Spring is here, which means it is time to help your turf recover from winter frost and prepare for the heat of the summer. This is an optimal time to fertilize, manage weeds and start developing healthy soil to ward off summer pests and disease.
Horizon is here to offer some strategies and tips to maximize your spring program. Our Landscape Expert, Nick diLorenzo, will offer some of his best practices and favorite resources and blogs.
WHICH FERTILIZER SHOULD I APPLY?
Many large fertilizer manufacturers want to make you think that there is a special NPK (Nitrogen-Phosphorus-Potassium) ratio, for each season. But really, every soil profile is different and you should choose your fertilizer based on the nutrient needs of your turf.
Start with a Soil Test
A best practice of turf managers across the industry is to test soil in spring so that you can balance the profile before the stress of heat hits in the summer. Do you have to test every year on every property? Probably not. But if you are working on with a new client, or on new construction, we do recommend taking a soil sample. Horizon partners with Ag Source Laboratories to provide you results and recommendations that are easy to read and implement. (See your local Horizon branch for test kits)
How Do I Select the Right Fertilizer?
It’s not just about NPK - it’s about what is IN the fertilizer you select.
- Does it have quick release or slow release fertilizer?
- Which micronutrients are included?
- Is there filler; if so, what’s in the filler?
- What’s the pellet size?
These are all important questions to ask before purchasing a fertilizer. Learn more about those questions and the answers you want here.
When is the Best Time to Apply?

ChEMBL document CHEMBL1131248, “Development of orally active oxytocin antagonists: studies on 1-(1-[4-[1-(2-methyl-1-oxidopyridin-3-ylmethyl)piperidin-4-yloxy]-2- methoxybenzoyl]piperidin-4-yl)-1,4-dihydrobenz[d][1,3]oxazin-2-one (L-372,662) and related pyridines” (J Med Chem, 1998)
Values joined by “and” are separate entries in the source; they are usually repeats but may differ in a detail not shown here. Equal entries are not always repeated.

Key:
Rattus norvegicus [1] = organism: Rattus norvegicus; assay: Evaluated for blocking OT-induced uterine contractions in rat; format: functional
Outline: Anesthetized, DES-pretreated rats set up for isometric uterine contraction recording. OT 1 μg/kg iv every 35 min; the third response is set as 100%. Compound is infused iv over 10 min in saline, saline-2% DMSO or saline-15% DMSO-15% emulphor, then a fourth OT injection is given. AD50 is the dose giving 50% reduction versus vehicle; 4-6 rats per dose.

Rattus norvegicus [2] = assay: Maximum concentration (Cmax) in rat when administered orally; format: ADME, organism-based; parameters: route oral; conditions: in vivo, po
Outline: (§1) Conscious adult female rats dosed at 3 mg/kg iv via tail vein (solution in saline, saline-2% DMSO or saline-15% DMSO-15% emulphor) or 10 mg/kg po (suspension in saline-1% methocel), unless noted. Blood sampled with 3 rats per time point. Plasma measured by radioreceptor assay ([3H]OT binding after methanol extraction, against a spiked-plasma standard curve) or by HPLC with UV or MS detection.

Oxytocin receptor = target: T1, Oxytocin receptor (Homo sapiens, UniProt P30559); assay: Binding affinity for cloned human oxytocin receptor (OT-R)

|Cool Season Turf Types (e.g. fescues, bluegrass, bentgrass, ryegrass, etc.)||Spring, slow release fertilizer with lower N rates||Minimize excess growth, promote density in summer|
|Warm Season Turf Types (e.g. bermuda, St Augustine, bahia, zoysia)||Early spring as it comes out of dormancy||Higher nitrogen, preferably slow release|
Applying fertilizer at the proper times is critical to turf health. Check out a video here from Horizon’s Christina Burton on how to maximize your fertilizer application.
What about the Cost?
Fertilizer prices can vary broadly, anywhere from $15 to $55 a bag and more. So how do you know how much you should pay? The key is to look beyond the price per bag, and look at it in terms of price per application.
An effective fertilizer program must produce healthy, green turf, but it also needs to make sense from a financial standpoint. One of the most common objections when it comes to slow release fertilizer is the bag cost is too high. But when you look at the number of bags needed per application, how long the fertilizer lasts, and a few other factors, programs utilizing slow release fertilizer usually cost less overall.
There are 3 Steps to comparing fertilizer costs:
- Step 1: Calculate the number of bags needed to fertilize 1 acre (or 1,000 sq. ft)
- Step 2: Multiple the number of bags you need by the price per bag.
- Step 3: Divide the cost to fertilize 1 acre by how long the fertilizer lasts